A fairly typical Song-A-Day progress arc in the first two weeks, and this was certainly true for me in the first two or three years, is either a release of pent-up songs that slowly dry up, or starting with nothing, struggling for the first couple, but then getting back into the groove of writing and feeling pretty good in week two.
And then comes week three. Panic starts to set in. The well is dry. The filters are down. Part desperation, part sleep deprivation, part tired tantrum, week three bites everyone at some point, but as Hunter S. said, “when the going gets weird, the weird turn pro.”
- Obverse View Ray Toler 4:20
I feel like I’ve written about this before, but week three has given me some very weird, but also very cool tracks. Something’s Coming (2016), I Tried to Feed Her Kale and Doesn’t Matter (2018), I Am Not Here (2019), and The Wire Heart (2021) are all week three songs. Pretty Bomb (2017) is a week three song, and I think it’s among the best I’ve ever written.
All of these share their genesis in that week three pressure pushing me past my normal stops. It’s only after you’ve gotten the bitchy political songs, the love songs, the easy ambient things, and all of the other “normal” tracks written that you end up writing about strapping into your Cobra Mk III, undocking from the coriolis station and engaging your hyperdrive with the intention of never seeing another human again (Into the Black, 2018). It’s when you write an accompanying track to the car alarm that’s been going off every 10 minutes for the last four hours (Ode to the Car Alarm Outside My Window, 2018).
And it’s when you transcribe the thoughts of an entity becoming conscious. Only that’s not what I set out to write about when I started today’s track. In fact, what I ended up writing is maybe the fourth or fifth song I started today. I had the techno throwback song, and the piano piece, and the sound design experiment… all of them met Mr. Select-All, Delete.
In fact, in my head, I was already writing this post and talking about how it was the first time I’d really hit a serious week three wall in a while, and that this is a great example of how Song-A-Day is a huge help by pushing you past the point where you’d probably say, “eh, I’m not in the mood tonight. I’m just going to watch some Aqua Teen Hunger Force and call it a day.”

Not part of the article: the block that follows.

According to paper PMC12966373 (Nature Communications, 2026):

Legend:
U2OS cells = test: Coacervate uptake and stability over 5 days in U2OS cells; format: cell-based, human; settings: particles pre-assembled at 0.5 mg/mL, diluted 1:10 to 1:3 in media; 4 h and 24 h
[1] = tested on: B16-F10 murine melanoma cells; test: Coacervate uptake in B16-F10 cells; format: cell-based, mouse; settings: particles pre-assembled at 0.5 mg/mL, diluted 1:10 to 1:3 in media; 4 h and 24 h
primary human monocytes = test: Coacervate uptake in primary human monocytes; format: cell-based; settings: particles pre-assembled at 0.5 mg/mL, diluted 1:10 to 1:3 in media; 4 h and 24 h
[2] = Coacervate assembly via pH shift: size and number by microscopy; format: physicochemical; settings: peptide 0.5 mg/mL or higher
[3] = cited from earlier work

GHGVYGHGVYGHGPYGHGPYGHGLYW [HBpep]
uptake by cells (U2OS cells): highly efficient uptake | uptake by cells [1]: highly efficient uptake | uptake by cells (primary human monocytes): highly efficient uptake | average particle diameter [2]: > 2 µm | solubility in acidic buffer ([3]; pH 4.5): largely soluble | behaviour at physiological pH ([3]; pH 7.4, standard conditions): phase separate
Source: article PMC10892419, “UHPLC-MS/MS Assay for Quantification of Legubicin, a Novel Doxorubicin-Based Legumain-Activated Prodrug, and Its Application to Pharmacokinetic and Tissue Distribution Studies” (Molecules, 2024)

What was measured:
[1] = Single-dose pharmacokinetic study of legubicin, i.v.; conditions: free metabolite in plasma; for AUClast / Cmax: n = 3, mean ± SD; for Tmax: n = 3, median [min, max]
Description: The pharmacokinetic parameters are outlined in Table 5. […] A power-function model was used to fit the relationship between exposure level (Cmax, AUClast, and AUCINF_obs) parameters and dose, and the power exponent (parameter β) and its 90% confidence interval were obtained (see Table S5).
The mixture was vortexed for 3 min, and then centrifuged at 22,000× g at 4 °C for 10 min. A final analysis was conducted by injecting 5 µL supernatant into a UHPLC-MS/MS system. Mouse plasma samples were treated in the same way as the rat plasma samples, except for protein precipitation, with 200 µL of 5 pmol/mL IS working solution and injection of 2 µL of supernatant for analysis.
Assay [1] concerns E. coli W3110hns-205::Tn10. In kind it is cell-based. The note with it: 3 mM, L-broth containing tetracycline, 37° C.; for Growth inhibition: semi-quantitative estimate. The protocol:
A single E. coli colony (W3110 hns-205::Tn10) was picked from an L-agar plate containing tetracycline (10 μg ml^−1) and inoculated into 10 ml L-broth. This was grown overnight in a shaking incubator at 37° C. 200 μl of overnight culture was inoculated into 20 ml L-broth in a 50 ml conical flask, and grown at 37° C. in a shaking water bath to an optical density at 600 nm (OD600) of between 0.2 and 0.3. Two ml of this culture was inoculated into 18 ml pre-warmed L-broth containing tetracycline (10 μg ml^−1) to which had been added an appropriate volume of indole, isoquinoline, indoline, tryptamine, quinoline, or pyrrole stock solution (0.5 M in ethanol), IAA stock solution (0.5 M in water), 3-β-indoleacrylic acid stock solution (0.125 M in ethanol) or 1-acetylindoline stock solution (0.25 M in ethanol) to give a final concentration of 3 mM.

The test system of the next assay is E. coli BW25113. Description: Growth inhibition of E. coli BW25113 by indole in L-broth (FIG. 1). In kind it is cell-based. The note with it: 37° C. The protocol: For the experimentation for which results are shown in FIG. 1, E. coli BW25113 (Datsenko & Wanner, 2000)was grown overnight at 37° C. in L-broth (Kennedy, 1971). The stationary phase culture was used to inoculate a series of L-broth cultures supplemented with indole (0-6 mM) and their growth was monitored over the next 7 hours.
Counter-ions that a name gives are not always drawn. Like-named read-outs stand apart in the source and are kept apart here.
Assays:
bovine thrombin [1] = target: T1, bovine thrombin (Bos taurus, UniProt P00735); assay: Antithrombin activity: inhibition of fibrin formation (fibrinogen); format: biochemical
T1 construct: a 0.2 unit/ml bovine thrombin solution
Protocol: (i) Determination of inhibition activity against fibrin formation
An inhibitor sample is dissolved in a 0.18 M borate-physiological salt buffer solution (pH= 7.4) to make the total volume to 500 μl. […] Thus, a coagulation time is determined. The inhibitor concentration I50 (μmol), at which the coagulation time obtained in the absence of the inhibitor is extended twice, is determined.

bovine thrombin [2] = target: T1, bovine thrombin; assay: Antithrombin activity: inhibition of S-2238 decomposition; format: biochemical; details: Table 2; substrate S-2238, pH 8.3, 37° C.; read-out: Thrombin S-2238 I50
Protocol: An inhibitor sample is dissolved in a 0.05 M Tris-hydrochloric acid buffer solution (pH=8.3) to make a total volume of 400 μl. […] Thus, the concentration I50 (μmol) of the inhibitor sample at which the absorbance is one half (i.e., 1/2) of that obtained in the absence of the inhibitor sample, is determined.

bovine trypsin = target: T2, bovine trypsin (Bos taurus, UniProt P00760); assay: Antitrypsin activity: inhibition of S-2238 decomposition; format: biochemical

After the fifth (or was it seventh) aborted attempt, it was around 10:30 pm, and I decided that I was going to spend no more than 90 minutes on a slow-moving ambient thing, then watch some of that aforementioned show, then go to bed by 1 am. And I largely did that. In fact, the underlying track to this song is pretty much how I left it when I went to bed, leaving mixing for the morning with fresh ears.
It really was a “grind this out” track. I found some interesting sounds, some fun juxtapositions, and it wasn’t bad. The chord progression and pulse bass made me think of the song Jennifer by Eurythmics, which is not just one of my favorite Eurythmics songs, but one of my favorite songs period. It’s about nothing. It says nothing. It is a simply wonderful, atmospheric piece, asking Jennifer where she is. And maybe she’s drowned. Or maybe we’re just staring at the ocean. It’s up to us to decide.
I remember being on some high school theater trip to Savannah or some other coastal town, and going out onto the beach with my walkman, walking in the sand, and just listening to this song over and over, looking at the waves. Magic. Out of nothing.
Morning has arrived, and I sit down to hear how much I hate what I came up with the night before. And it’s… ok. Not great, but not bad. I like the vibe, and really like the glitchy granular beats I came up with. I decide that it needs a little extra. I double one of the glitch beats, reverse it, put it an eighth note ahead of the source track and wait for happy accidents to show up. I add a touch of reverb. I re-level that one part. I do a subtle (for me) autopan of the aahhhhhs. Let’s bounce this to stereo and start working on the next one.
Ugh. No. It’s not finished. I don’t know what it needs and, honestly, am almost at the point of not caring. Let’s post this contractual-obligation I-recorded something track and just keep moving. The point is the exercise, not the product.